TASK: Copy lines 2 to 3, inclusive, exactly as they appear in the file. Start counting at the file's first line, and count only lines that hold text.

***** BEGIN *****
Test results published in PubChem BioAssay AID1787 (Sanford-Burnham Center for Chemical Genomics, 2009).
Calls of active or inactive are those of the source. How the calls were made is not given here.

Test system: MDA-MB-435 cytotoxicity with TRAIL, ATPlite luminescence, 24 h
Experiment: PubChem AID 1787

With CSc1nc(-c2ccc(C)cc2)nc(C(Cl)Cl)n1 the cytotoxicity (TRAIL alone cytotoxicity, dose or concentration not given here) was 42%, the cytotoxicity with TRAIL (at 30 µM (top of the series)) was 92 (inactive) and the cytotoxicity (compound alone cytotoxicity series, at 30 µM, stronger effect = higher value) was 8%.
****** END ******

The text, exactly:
Calls of active or inactive are those of the source. How the calls were made is not given here.

Test system: MDA-MB-435 cytotoxicity with TRAIL, ATPlite luminescence, 24 h